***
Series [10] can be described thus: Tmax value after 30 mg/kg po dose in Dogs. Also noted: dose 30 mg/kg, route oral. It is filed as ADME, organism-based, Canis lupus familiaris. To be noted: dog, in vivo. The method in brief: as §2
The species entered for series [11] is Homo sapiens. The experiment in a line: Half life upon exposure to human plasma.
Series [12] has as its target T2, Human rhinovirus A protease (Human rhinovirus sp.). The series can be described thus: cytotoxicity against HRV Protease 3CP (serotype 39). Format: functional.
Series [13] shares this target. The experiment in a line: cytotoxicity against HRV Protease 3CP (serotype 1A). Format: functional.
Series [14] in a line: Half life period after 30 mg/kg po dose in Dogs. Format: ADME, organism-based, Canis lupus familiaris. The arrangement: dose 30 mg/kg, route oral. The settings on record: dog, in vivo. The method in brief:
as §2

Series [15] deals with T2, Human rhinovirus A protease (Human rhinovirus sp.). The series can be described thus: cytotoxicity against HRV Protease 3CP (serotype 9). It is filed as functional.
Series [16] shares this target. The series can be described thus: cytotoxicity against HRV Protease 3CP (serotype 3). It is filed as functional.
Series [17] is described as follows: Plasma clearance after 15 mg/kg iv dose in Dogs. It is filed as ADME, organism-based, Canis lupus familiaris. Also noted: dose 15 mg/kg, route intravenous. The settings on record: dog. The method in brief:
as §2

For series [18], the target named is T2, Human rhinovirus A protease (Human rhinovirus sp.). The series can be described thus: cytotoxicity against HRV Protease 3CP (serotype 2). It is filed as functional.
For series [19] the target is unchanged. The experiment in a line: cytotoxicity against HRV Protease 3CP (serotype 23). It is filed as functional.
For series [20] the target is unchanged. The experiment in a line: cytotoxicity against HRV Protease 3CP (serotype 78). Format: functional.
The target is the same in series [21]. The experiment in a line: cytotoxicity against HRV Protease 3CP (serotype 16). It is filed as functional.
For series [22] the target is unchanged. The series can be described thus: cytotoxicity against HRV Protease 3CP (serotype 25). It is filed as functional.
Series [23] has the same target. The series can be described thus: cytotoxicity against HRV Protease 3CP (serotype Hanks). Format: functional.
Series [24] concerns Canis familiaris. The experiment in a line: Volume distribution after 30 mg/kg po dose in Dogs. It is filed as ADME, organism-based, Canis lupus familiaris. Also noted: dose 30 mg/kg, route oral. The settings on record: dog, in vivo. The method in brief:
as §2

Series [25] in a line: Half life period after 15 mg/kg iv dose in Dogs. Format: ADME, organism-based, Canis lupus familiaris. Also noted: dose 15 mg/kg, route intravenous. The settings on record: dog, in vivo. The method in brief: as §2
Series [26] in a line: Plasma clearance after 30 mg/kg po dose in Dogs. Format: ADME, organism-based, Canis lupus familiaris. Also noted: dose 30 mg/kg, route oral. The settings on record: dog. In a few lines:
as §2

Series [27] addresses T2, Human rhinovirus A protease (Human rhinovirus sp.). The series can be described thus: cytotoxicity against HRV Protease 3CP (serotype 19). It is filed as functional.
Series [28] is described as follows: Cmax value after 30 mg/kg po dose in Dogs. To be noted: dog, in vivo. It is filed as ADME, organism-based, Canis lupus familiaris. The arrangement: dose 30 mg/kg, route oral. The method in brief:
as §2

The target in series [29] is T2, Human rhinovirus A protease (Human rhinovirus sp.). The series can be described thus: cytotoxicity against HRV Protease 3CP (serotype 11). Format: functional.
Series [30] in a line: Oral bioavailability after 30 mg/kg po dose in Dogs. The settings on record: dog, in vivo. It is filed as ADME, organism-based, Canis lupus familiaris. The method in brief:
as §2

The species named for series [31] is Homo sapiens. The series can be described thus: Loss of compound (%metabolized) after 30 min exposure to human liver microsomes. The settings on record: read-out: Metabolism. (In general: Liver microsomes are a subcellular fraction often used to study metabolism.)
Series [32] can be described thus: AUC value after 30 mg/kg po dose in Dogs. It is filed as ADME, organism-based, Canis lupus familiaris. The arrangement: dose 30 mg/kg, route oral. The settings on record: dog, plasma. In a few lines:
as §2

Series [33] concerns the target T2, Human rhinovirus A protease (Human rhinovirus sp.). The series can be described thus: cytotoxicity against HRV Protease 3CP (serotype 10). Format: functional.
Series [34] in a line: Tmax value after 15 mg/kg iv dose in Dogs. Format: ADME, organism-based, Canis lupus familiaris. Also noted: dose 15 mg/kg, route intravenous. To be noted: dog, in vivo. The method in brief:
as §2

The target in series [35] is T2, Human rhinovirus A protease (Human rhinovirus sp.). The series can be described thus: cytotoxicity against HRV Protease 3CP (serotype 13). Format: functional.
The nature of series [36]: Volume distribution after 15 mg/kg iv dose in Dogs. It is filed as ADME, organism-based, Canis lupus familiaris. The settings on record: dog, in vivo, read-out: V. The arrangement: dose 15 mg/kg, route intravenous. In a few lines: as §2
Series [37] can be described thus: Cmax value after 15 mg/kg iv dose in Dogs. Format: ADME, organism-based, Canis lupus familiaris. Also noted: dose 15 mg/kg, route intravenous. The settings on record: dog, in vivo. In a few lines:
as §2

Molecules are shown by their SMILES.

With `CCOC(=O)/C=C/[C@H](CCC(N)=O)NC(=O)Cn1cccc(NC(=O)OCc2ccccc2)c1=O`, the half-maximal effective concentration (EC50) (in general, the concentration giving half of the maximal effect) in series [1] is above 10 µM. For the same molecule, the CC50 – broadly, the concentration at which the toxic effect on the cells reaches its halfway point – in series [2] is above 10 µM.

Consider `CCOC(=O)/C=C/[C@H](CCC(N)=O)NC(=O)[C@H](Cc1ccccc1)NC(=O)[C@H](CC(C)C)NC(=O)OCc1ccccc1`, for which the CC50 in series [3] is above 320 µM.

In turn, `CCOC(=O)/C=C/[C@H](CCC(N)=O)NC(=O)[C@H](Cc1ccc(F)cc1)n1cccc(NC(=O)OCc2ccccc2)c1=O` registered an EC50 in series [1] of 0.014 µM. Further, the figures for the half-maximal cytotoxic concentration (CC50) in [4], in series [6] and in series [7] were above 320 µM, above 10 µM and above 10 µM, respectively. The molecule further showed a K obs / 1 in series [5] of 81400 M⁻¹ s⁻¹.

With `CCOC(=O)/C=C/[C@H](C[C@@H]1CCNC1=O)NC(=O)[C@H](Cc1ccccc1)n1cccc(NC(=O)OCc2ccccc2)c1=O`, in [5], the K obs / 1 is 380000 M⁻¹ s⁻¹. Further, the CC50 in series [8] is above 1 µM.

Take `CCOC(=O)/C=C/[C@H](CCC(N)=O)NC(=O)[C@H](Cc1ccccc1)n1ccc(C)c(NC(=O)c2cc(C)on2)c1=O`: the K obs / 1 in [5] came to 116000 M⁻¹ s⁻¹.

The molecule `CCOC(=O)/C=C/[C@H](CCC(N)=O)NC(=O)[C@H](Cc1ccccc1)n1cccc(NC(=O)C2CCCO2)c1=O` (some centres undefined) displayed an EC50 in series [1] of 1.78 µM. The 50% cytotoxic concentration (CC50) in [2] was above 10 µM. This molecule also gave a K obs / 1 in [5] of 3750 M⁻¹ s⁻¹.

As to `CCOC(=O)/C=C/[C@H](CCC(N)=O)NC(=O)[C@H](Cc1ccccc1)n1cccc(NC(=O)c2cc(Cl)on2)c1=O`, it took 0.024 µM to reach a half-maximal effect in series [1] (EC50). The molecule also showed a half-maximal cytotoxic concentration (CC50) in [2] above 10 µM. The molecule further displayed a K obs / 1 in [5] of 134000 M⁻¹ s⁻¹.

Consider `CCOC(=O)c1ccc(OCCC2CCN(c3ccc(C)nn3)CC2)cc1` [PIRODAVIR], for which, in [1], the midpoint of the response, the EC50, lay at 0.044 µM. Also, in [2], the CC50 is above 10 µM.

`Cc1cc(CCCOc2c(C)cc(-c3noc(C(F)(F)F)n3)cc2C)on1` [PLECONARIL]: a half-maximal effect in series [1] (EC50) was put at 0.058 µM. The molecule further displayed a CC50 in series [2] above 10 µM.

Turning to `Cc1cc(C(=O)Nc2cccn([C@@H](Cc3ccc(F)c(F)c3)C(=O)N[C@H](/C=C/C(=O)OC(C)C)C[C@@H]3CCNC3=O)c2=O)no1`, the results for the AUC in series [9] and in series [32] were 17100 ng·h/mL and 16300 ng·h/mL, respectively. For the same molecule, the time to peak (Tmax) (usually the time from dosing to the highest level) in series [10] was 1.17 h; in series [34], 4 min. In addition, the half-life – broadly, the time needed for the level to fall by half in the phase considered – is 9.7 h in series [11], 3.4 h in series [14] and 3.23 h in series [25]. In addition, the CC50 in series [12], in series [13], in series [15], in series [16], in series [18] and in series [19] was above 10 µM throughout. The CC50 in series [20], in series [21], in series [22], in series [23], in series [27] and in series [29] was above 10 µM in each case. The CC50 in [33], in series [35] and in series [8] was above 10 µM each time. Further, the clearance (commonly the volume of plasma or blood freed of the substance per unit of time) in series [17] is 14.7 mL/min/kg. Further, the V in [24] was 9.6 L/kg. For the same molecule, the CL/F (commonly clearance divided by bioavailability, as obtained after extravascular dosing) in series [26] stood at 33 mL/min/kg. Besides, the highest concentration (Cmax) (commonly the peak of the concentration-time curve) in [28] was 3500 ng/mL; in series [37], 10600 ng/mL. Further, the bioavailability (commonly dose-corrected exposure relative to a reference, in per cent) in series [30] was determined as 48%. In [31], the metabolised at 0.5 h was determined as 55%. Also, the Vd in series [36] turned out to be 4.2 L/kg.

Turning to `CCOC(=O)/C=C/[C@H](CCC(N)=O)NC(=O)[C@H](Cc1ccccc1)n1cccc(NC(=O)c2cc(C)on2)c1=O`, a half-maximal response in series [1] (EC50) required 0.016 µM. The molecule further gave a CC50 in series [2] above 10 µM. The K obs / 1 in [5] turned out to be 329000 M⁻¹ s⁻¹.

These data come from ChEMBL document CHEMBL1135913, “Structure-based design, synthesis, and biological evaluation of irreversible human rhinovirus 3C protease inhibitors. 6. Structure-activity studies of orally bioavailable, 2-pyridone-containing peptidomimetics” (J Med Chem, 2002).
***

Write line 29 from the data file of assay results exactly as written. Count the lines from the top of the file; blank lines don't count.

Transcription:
Series [32] can be described thus: AUC value after 30 mg/kg po dose in Dogs. It is filed as ADME, organism-based, Canis lupus familiaris. The arrangement: dose 30 mg/kg, route oral. The settings on record: dog, plasma. In a few lines: